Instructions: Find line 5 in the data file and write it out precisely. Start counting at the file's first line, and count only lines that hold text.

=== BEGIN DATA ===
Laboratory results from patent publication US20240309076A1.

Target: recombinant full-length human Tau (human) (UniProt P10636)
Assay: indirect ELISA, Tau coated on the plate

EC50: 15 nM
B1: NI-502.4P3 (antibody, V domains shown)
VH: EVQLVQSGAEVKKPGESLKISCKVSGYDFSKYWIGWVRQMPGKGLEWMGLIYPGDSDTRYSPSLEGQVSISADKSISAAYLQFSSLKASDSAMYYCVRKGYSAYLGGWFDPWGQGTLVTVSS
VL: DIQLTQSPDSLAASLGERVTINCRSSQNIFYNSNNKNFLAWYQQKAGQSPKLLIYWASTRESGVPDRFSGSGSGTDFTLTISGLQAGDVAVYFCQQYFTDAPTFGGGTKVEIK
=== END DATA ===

B1: NI-502.4P3 (antibody, V domains shown)